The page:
Going through the self-checkout lines in supermarkets and in other major stores, I notice the combined feeling of sadness and irritation as the automatized voice (yet another) commands how to pay and where to put my bags.
This reminds me of a reflection piece, “Those Little Interactions,” published in my book, “School Struggles.”
In slightly modified form, here is the piece as it is directly relevant to my feelings on the self-check-out line.
A considerable percentage of social interactions takes place while reading nonverbal/verbal cues and signals
While it may seem to be in the dark ages when I was in high school, we would call our friends (no cell phones back then) and often a parent would answer. There would be a common pleasantry and brief small talk, “Hi Richard. How are you? How are your parents? Please give them regards. We hope to see you soon.”’
What happens for children when we greatly reduce these opportunities to practice small social interchanges? Why bother having to deal with the middleman (i.e., the parents) when a cell phone gets right to the source?
Is it a loss that children don’t have to practice those small social skills?
I love having EZPass and feel quite smug watching others line up at tollbooths while I zip through, wondering what their problem is that they don’t have one.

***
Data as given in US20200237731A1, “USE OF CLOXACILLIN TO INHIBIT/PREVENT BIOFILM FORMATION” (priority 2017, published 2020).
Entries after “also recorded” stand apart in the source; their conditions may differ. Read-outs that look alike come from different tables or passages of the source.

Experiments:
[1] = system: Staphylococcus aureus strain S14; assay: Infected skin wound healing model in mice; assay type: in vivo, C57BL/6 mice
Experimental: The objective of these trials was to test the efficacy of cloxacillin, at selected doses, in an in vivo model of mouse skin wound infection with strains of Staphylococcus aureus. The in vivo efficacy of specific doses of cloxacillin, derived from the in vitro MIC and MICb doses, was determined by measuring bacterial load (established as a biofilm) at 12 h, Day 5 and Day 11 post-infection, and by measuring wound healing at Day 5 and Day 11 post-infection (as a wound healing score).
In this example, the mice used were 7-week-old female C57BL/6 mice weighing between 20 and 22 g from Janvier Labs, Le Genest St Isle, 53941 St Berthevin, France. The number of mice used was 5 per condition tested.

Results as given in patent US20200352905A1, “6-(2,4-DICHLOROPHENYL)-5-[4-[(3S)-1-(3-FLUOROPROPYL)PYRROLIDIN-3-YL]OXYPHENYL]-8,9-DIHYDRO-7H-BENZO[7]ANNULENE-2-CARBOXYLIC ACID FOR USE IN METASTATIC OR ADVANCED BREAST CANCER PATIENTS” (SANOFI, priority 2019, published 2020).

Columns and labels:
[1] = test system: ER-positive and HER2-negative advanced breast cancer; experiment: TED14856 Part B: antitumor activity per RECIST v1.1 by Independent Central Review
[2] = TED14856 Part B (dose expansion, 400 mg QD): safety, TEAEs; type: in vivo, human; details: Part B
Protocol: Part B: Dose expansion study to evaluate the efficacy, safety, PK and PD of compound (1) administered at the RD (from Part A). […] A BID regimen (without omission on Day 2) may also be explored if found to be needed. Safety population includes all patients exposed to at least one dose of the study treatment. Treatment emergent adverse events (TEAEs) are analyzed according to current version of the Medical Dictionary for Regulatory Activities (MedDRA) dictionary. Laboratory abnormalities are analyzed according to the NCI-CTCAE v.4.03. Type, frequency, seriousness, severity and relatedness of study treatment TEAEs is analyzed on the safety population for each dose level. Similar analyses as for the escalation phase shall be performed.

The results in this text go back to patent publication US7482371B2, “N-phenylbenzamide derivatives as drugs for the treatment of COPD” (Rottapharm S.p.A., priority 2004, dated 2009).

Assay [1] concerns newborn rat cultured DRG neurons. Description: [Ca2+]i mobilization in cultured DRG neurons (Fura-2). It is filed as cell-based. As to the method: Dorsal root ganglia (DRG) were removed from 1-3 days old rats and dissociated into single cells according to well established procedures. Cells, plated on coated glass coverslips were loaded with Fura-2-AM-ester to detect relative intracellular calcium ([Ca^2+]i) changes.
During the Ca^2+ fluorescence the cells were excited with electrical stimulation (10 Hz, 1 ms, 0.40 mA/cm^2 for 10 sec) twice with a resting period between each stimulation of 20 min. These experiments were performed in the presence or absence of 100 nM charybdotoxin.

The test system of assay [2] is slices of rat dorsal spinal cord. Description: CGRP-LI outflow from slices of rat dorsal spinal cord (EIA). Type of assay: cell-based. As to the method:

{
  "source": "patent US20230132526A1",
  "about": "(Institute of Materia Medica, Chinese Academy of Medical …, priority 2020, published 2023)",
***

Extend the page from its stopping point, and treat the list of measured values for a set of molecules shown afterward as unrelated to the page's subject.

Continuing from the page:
Years ago when I was little, my family would go to visit relatives in Central Pennsylvania. One thing that always struck me, even then, was how incredibly warm and friendly the toll takers were on the Turnpike.
‘How are you sir?’ They would ask my father with a smile as we pulled up to the booth. “We hope you have a pleasant trip.” My father would say something back pleasantly.
I never forgot those interactions. They added to my model of what social politeness is and the value of little pleasantries.
Now as we use self-checkout in stores another example of modeling mannerly behavior for a child is eliminated.
Recently I attended a week-long seminar on ADHD. The presenter commented on the loss of social manners as affecting all people in society. As he said, “I smile at a mom and her little child in line at Starbucks and they shoot me a look like I’m a child molester.”
His comments struck me because I have had similar feelings in superficial social interactions (supermarket, cafés, etc.). The sense of social invisibility is becoming increasingly pronounced as we cut off channels to learn the basics of social manners and pleasantries.
Our children lack models.
Take Away Point
Modern and living has altered many of our normal, every day social interactions. Assuming these pleasantries (smiling, saying hello and good morning) matter, try to be aware of them to model them as much as possible for your child.
They still matter, I believe, and modeling is a key way to impart them.
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